This is where we share stuff we can’t share on Facebook page for fear of being kicked out! Read why here. Usually the posts are about body image, sometimes there’s nudity but we’re all adults here. Right?
Why does a fitness blog even care about body image? You can read about that here.
This month, a group of queer feminist artists is tackling a subject that’s as relevant to the pioneers of second-wave feminism as it is to the riot grrrls and intersectional feminists of today. “After Our Bodies Meet: From Resistance to Potentiality” will gather together works by contemporary artists who challenge the “body oppression” of yesterday and today. From Tee Corrine’s “Cunt Coloring Book,” published in 1975, to Chitra Ganesh’s 2013 prints of dramatic, Bollywood-esque scenes, the survey aims to connect decades of narratives about sexuality, power and body politics.
Tell me something.
When was the last time you opened up your browser and saw a beautiful image of a body shape that looked just like yours?
When was the last time you saw an image of skin markings that looked just like yours?
When was the last time you saw an image of breasts that looked just like yours? An ass that looked just like yours? Scars that looked just like yours? A belly that looked just like yours?
Great photos. We can’t share them here. But go look. They made me smile.
Nan Goldin became obsessed with taking photographs of her friends and classmates at school—she says she became the class photographer. One of her first subjects was her best friend David Armstrong who was into drag. After they graduated from school, Goldin and Armstrong shared an apartment and he introduced her to the world of drag queens. Goldin spent time photographing David and his friends.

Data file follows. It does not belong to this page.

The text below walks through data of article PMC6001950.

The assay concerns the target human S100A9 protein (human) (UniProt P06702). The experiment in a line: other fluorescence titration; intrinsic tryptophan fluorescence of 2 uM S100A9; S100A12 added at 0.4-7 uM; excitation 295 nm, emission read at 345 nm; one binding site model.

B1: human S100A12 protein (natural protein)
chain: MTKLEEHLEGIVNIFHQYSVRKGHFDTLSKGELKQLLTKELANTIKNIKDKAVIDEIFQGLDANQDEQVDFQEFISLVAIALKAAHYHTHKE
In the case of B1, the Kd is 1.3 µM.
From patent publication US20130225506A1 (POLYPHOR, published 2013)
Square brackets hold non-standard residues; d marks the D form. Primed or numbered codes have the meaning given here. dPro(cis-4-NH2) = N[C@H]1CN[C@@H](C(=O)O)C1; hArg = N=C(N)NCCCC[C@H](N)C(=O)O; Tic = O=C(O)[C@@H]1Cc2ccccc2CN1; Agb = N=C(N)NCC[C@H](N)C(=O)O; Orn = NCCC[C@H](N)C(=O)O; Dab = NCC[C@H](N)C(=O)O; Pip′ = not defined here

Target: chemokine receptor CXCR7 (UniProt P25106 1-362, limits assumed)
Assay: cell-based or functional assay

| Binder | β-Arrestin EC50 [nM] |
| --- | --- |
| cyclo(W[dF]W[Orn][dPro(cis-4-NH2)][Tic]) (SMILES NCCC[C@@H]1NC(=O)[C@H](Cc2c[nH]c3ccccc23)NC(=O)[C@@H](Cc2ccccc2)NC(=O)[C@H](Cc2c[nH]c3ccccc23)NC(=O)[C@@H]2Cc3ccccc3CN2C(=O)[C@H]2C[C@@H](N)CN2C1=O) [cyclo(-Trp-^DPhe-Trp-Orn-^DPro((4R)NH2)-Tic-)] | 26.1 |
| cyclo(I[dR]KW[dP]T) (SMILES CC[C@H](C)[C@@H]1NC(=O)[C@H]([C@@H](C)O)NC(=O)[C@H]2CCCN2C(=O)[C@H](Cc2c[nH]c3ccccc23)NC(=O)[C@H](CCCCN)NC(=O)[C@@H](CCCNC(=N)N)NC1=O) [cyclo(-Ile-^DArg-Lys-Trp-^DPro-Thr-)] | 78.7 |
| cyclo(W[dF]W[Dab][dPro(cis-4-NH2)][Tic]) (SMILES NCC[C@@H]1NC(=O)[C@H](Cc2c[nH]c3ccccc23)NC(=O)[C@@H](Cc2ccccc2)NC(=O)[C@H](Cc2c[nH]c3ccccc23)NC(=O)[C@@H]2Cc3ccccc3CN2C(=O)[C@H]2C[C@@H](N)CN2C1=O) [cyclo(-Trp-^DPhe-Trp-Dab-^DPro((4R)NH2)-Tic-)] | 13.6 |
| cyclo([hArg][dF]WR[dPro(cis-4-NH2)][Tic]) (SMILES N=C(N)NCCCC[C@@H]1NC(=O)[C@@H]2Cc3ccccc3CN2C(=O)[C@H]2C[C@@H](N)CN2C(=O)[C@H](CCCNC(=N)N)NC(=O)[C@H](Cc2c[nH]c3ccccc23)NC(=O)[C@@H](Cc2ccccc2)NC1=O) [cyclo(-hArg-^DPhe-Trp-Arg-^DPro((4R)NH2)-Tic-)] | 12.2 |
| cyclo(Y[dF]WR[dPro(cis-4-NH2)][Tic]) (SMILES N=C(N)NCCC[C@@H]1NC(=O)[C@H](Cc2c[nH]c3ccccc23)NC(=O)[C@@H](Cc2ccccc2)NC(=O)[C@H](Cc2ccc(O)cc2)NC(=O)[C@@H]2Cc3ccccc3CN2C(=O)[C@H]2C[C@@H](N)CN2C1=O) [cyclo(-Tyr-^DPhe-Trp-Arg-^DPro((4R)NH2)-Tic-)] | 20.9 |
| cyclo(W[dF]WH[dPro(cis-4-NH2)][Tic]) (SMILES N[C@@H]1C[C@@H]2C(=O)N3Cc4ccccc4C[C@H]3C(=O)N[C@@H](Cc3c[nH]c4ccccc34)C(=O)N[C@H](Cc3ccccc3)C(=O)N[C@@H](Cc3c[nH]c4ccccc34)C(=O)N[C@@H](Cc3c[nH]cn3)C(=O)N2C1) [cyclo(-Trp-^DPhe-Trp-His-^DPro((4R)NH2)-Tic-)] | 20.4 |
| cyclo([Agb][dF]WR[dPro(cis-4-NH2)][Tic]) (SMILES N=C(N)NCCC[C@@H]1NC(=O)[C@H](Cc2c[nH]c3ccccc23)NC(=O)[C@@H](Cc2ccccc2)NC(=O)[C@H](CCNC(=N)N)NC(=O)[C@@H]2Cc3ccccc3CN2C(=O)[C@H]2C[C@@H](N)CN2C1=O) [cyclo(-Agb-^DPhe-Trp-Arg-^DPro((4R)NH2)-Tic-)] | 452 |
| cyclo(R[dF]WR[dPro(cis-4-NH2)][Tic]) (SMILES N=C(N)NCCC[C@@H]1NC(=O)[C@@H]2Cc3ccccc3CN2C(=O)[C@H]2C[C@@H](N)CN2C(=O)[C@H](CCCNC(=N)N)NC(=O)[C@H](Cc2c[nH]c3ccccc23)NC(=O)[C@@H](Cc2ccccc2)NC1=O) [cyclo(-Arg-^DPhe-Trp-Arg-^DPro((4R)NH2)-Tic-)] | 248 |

After years of experiencing and photographing the struggle of the two genders with their codes and definitions, and their difficulties in relating to each other, it was liberating to meet people who had crossed these gender boundaries.
Most people get scared when they can’t categorize others—by race, by age, and most of all by gender. It takes nerve to walk down the street when you fall between the cracks. Some of my friends shift genders daily from boy to girl and back again.
Plus-size model Tess Munster is the new face of the Sea by Monif C swimwear campaign, proving that women of all shapes and sizes can rock bathing suits and look gorgeous doing so. (#effyourbeautystandards!)